By Princess Jones
The backroom of a retail business is a magical place. It’s where the size/color/style that a customer has been searching the racks for might be found. It’s where the bulk of the business assets are stored. It’s where the inventory lives.
Inventory can be very complicated or it can be very simple. It all depends on how you apply some of these inventory best practices in your inventory management process.
Regular Inventory Audits
Your inventory is only useful if you actually know what you have on hand. Otherwise, it’s just a bunch of stuff. That’s where regular inventory audits come into play. Organizing, sorting, and counting your stock helps you keep an eye on what you have versus what the paperwork says you have. If you don’t do regular inventory counts, you run the risk of have discrepancies.
While inventory audits are a must, it’s up to you to decide who the frequency and strategy of your audits. Depending on the nature of your business, it might make more sense to audit weekly rather than monthly. Some businesses group products by pricing and others group them by category. Again, that’s a decision you make based on your business needs.
Who does the stock audits in your business? At the very least, institute a double check in the process, using two staff members. Each person starts at a different end of the inventory and works their way to the other end. When the process is done, they compare notes. Anything that has a different count gets recounted. If your inventory is big enough to warrant it, consider hiring a stock manager to manage the processes and staff. However, using a CRM for retail can make this process simple and easy for business owners.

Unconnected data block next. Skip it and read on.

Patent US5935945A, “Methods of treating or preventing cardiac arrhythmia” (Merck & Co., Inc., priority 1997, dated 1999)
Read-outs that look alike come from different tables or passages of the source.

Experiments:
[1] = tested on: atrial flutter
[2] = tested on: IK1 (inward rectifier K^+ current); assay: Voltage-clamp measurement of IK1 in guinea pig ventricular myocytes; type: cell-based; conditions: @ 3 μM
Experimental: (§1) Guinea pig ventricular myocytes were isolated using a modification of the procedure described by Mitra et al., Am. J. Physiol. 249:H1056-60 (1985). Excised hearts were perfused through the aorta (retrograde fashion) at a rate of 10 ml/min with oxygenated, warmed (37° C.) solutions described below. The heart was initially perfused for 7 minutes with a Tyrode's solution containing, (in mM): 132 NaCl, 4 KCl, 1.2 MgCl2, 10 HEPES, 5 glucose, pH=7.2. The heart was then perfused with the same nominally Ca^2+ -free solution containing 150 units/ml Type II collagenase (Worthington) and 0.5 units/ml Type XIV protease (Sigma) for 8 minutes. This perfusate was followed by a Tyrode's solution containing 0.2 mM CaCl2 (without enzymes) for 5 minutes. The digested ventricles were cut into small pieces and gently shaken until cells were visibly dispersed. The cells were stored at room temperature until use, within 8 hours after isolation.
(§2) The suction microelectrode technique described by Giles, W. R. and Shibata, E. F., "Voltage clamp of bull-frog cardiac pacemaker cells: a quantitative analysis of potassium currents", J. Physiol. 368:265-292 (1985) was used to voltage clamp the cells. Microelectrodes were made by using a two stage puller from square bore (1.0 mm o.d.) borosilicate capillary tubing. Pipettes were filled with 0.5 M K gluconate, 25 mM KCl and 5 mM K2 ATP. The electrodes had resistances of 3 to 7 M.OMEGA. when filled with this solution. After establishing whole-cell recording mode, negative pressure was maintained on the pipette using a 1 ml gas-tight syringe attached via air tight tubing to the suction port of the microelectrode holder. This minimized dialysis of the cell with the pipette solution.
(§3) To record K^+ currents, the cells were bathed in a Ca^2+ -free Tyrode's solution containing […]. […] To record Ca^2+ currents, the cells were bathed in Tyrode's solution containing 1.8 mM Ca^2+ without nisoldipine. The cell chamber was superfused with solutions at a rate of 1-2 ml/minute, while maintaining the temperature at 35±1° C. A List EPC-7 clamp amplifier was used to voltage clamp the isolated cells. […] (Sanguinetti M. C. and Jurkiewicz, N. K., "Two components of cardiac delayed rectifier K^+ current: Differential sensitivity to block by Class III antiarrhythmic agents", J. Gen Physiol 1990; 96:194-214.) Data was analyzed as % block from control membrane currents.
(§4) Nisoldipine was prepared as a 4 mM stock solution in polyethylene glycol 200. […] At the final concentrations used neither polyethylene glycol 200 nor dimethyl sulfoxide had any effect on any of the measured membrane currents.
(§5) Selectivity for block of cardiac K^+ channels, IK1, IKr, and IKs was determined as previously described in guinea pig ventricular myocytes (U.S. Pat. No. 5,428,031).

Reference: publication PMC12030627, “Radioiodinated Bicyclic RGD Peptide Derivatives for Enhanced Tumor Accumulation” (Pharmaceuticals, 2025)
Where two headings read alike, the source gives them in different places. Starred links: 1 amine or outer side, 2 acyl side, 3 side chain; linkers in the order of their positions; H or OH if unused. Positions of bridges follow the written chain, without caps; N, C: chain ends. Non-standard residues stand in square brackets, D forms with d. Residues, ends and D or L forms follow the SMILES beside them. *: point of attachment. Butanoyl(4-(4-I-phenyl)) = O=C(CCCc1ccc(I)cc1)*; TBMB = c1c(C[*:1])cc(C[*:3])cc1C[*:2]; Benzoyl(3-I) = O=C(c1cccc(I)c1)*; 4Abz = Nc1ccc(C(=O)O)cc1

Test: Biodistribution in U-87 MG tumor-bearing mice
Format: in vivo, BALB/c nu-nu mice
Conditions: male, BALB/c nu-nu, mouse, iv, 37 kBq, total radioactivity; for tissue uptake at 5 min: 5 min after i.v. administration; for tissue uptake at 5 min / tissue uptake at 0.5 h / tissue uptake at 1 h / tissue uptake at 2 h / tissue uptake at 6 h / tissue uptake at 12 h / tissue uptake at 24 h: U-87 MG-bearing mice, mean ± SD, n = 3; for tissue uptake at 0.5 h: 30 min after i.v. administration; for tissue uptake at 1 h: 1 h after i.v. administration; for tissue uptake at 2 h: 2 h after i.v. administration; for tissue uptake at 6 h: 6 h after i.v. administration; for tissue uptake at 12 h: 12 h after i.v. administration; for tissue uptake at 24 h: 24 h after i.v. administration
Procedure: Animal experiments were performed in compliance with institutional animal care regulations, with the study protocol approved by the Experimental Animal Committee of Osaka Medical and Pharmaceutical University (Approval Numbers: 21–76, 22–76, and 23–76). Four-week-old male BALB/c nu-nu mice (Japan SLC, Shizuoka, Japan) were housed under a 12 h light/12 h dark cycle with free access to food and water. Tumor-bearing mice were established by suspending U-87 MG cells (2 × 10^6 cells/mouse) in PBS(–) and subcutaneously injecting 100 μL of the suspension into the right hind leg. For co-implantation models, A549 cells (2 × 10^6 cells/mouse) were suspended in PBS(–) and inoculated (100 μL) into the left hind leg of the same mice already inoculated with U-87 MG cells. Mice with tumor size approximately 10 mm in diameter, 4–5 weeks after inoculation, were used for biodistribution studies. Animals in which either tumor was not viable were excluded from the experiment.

Quality control is a big part of inventory management. In theory, the stock you have is an asset. If the stock you have down as an asset is not actually sellable, you’re working with inaccurate numbers. And making decisions on inaccurate numbers is a disaster waiting to happen.
During your inventory audits, be sure to also look out for unsellable product — anything that may be damaged, spoiled, or otherwise undesirable to a customer. Update your inventory sheets to show those products as unsellable to provide an accurate picture of what your business has on hand.
For perishable items, you want to use the FIFO rule — first in, first out. This helps you make sure that you’re rotating stock properly. If you don’t follow it, you’ll find yourself with rotting inventory that you can’t sell or move, which makes it worthless.
Managing inventory can get complicated and time consuming. If your business doesn’t have the resources to maintain proper inventory practices, consider moving to a dropship model. Essentially, when a customer orders a product from you, you’ll order that product from a third party to fulfill the order. Stock never comes to you so you never have to maintain an inventory.
While not every business is suitable for dropshipping, the ones that can utilize it will see their inventory management style complete change. You’ll also be able to offer a wider variety of products because you won’t have to keep the inventory in stock. And since you won’t be maintaining stock at all, your overhead will go down.
Photo credit: Shop assistant checking inventory from XiXinXing/Shutterstock